Really Stupid Question Time - If Banks Simply Cancelled All Their Debt...

'Ophelia' wrote this:


If you have your stash in cash and they go into the euro, you would be able to change your stash for euros. However, if you were to pull out large sums of money to keep at home, retain a withdrawal document from the bank issued at the time.
That should avoid you being accused of being a drug dealer when you changed the cash for euros or wanted to deposit it in the bank again.
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aracari wrote:

That is a good idea!
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Ophelia wrote:

Under the mattress?
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Jonathan Bryce wrote:

Pah :) I was really meaning, in which institution would he errr stick it!
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In fact the banks are talking about doing precisely that.
More interestingly, during Japan's debt-deflation there have been points where even the large bondholders paid the banks to warehouse their cash.
FoFP
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wrote:

What - taking care of our money...? That would be a first... !!!!!
On the other hand, if the banks' Directors were asked to provide a personal guarantee, as most borrowers have to, then that might persuade people to deposit their money, and pay a modest fee :-))
--
Martin



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'Martin' wrote this:

Lol. I see banks are still marketing themselves as a nice cosy safe place to deposit your savings in. ho ho.
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wrote:

I assume Advertising Standards Authority haven't spotted that... !!
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Martin




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Maria wrote:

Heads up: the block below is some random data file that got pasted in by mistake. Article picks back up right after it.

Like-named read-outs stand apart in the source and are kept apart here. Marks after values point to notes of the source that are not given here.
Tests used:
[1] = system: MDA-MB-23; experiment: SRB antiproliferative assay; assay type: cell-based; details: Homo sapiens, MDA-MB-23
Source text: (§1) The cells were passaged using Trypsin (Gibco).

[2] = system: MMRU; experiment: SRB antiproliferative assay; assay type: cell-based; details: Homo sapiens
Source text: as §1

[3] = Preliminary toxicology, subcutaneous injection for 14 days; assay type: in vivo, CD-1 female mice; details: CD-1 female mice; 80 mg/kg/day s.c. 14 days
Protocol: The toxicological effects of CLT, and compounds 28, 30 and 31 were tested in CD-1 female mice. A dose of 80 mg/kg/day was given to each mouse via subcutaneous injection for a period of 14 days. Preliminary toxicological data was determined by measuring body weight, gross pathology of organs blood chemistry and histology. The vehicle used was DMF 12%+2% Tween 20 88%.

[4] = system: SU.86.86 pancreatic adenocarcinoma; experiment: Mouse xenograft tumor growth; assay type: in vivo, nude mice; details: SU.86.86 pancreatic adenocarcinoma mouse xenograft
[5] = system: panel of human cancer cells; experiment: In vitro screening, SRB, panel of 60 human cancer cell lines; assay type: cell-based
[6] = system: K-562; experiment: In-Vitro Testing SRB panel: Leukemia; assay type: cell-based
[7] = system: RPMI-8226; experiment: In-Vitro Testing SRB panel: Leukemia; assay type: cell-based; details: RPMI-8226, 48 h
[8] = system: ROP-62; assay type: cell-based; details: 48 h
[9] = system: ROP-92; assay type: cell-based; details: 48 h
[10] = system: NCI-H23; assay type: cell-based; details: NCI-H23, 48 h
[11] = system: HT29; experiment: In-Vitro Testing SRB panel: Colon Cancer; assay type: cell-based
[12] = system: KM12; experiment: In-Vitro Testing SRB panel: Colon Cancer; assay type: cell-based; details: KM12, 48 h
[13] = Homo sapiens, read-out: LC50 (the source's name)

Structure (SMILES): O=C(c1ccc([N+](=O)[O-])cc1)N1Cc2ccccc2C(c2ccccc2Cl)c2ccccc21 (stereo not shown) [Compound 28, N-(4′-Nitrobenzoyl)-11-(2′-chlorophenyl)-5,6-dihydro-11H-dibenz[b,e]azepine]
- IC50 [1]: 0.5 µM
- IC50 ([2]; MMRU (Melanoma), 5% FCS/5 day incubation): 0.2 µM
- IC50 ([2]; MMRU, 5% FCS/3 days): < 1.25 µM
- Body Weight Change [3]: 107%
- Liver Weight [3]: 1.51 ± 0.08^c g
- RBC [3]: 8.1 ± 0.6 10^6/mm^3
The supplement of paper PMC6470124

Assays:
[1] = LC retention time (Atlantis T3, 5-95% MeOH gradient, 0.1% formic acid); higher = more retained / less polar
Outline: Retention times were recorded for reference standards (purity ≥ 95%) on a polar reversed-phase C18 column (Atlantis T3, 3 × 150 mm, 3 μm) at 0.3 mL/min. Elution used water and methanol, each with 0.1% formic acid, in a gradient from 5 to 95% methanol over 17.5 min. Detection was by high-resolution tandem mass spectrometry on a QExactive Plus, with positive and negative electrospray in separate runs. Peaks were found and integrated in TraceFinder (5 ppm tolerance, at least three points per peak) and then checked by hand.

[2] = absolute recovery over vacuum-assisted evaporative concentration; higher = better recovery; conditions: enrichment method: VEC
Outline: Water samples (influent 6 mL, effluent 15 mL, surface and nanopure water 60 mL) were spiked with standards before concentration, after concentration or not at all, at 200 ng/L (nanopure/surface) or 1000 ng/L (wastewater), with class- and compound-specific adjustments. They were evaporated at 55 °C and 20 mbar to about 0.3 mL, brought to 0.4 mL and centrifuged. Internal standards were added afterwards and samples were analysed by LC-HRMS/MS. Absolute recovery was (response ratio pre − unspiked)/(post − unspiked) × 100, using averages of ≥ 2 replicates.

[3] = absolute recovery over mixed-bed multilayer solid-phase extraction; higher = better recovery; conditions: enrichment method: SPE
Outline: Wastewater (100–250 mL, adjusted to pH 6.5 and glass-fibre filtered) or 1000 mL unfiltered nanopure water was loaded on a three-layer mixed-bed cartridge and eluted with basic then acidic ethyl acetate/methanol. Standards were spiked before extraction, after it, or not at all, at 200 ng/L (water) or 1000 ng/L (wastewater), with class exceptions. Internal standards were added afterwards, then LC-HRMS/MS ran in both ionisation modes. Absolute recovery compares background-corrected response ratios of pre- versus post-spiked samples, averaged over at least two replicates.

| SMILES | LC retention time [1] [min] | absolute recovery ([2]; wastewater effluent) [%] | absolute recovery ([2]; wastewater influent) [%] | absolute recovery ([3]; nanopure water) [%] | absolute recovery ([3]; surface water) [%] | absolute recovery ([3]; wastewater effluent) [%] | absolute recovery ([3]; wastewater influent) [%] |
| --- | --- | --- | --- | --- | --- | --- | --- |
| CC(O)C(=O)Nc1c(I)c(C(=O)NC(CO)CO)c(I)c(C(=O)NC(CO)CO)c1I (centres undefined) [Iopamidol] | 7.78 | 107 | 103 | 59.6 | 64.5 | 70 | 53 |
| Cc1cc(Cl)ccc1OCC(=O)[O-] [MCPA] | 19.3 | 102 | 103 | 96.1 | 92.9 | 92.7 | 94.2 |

Yes, who ever was owed the money effectively donated the money to them when they handed out the original loan.

Economics is a social science.
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On Fri, 03 Apr 2009 04:43:50 +0100, Maria

'they' could indeed do that....but that would (heavily) undermine trust in money (or at least government money....
however, what you are suggesting is *exactly* what government like the clown's are now doing via inflation...they're just doing it more slowly.... when it gets fast enough you have mugabe....
ps, it's not a stupid question at all...it is precisely the question you should be asking if you wish to understand socialism... they always destroy production and money....
here is the great keynes.... "Lenin was right. There is no subtler, no surer means of overturning the existing basis of society than to debauch the currency. The process engages all the hidden forces of economic law on the side of destruction, and does it in a manner which not one man in a million is able to diagnose." 1919
regards
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Not really. You see some people spent some of that notional money.
If someone had bought your house with borrowed money that didn't "really" exist, would you be happy to hand back the cash so that the debt could be cancelled?

Not really. Many of those businesses are owed some of that money. They'd be bankrupt if it were declared null and void. Look what's happened to the banks once debts have been cancelled by din't of them being declared uncollectable.
FoFP
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